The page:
Once upon a time I worked as a barista – same little French patisserie in New Zealand where I saw my first croquembouche. While I had always loved cafes (if you know anything about me, you know that at the tender age of 15 or so, I had blue hair, played the bass, and wanted desperately to own my own cafe), I hadn’t really appreciated the coffee part of them.
Until living in New Zealand, that is.
New Zealand, though you might not expect it, has an incredible coffee culture. Or at least it did during my time there nearly 8 years ago now (oh my god, it’s been EIGHT years???).
When I was hired at this little place, I was told that I would be taught how to pull espresso, steam milk, and pour drinks properly. Which would mean that I would not be permitted to make a drink – especially a latte – to a living breathing human being for several months, the time it was estimated it would take to train me.
Did you know coffee was this complicated? Well, maybe: we have an increasingly sophisticated (and locally roasted!) coffee culture growing in Halifax. Places like Two if By Sea, Just Us, Le French Fix and Smiling Goat are really setting the bar (and, after becoming a total coffee snob – so much so that for many years I would only drink tea because I deemed it impossible to get a good espresso in this town – they are my go-to places in town for excellent coffee).
Anyways, I was reminded of my espresso pulling days the other day when I was getting a macchiato at one of the above establishments. I watched the barista steam the milk in a very small jug for my drink and then pour most of it down the sink, leaving the foam to spoon onto my espresso.
You see, one of the rules of good milk steaming is that to get a really great foam – like what you would need for a cappuccino or to “mark” a macchiato – you need to start with fresh, ice cold (read: not having being steamed ten minutes ago for someone else’s drink only to be re-steamed for yours) milk. And, once milk has been steamed, it’s not so great to be re-steaming it for other drinks.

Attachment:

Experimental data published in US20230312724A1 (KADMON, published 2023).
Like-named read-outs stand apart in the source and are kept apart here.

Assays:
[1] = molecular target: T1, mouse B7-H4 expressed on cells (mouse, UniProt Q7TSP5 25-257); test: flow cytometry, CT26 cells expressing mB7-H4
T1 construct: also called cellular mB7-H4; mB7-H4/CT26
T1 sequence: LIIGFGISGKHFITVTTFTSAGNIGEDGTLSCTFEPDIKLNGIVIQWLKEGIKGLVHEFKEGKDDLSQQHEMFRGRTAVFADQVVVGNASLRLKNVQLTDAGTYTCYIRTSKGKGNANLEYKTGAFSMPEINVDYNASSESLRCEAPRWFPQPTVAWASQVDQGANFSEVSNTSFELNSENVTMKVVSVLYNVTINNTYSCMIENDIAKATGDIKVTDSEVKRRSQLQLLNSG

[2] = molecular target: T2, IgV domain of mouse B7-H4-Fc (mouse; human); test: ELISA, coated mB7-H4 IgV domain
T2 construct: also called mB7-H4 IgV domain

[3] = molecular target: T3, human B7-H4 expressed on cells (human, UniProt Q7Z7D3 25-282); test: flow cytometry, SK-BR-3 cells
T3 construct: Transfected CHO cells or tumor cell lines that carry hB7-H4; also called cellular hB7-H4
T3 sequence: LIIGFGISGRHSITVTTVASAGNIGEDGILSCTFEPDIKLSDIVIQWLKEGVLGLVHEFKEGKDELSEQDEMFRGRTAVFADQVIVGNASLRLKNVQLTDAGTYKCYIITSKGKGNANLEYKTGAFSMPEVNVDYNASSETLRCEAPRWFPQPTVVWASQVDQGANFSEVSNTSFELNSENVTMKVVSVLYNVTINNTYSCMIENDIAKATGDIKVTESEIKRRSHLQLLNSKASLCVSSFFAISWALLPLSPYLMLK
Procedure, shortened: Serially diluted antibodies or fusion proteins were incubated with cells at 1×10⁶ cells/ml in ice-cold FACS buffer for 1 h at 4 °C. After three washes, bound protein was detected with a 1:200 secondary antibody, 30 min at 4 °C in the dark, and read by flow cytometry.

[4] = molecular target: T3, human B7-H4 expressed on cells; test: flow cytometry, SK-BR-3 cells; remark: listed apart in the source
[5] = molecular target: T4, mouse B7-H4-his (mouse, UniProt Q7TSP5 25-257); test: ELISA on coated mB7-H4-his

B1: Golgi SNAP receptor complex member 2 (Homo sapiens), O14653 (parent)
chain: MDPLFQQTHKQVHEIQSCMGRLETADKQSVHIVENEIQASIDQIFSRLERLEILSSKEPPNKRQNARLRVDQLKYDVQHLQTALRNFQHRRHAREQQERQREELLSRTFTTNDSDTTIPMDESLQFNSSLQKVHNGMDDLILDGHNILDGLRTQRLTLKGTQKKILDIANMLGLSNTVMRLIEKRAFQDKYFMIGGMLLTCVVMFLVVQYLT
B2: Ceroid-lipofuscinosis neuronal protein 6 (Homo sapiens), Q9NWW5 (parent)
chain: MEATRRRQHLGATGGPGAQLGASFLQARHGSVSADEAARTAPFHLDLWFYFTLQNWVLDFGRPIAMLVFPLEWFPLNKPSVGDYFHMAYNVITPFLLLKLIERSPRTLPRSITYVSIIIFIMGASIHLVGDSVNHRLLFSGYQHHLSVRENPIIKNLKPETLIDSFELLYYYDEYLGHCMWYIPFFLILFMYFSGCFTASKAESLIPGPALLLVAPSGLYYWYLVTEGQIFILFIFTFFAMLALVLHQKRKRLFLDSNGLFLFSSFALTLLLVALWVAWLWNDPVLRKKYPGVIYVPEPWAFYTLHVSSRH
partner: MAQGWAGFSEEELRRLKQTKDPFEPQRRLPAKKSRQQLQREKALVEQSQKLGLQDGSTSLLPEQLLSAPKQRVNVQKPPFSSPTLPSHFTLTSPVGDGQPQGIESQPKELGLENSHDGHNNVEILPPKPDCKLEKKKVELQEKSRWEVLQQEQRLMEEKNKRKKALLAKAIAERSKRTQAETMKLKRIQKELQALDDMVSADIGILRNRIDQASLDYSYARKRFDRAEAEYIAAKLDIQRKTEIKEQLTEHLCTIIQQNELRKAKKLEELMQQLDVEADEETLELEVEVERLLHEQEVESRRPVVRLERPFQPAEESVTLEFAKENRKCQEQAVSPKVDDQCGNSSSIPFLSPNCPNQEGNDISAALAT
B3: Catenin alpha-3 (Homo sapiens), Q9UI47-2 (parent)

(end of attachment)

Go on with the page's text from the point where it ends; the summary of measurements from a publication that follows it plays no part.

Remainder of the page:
What are some of the other coffee “rules” I learned, you ask? What should I be watching for at my local java joint? Here’s my take. If you’re a barista who’s up on the trends of latte pouring and espresso pulling of the last eight years, please feel free to add more or update!
- The froth on your latte or cappuccino should be creamy with close-knit bubbles. It shouldn’t look like a five-year-old took a straw and started blowing bubbles in your drink.
- A cappuccino is pretty much half foam, with the crema (the caramel-coloured foam that tops a freshly-pulled espresso) ringing the outside of the cup. The milk for a cappucino is poured slowly into the centre of the drink to achieve this.
- A latte is poured quickly, usually starting in the middle, working out towards the edge of the cup, and then back into the middle to create a beautiful pattern of crema and foam (this is why lattes are hardest – you have to start pouring, really commit, and get ‘er done quickly and correctly).
- Espresso should never be bitter. If it’s bitter, it’s been over-extracted (which means the barista let the water run through the espresso grinds too long).
- Your espresso beans should be ground when you order your drink (not three hours – or thirty minutes – before)
- An espresso is properly pulled when the crema begins to pour out of the machine, and should be stopped juuuuuust before the streams of coffee begin to twist into the cup.
Okay, that’s enough. Maybe you’re not a coffee nerd and maybe you don’t care. But I just felt like sharing, because I was feeling some love for the excellent coffee that I have the privilege of drinking in this wonderful city!
4 comments on “…on excellent coffee…and my barista days”
Yes, us kiwis do love our coffee and some of us, especially those living in the main cities can be quite spoilt. A day can be ruined by a badly made espresso. I’ve never made a proper coffee before, but I don’t imagine it is easy. Still there are so many bad coffees around, I do wonder if it’s a talent you are born with or a skill that can be learned?
I was so amazed at how consistently wonderful the coffees I had were in New Zealand – it just wasn’t a place that I knew to be coffee-crazy!
I think coffee skills can be learned…but perhaps the palate to appreciate the subtle nuances in roast is born….
Thanks Jessie. Just acquired a foamer from Epicure and am so excited to apply some of your tips 🙂
Awesome! Let me know how the foamer works – I’m always open to new ways of frothing milk (man, that sounds somewhat strange….)
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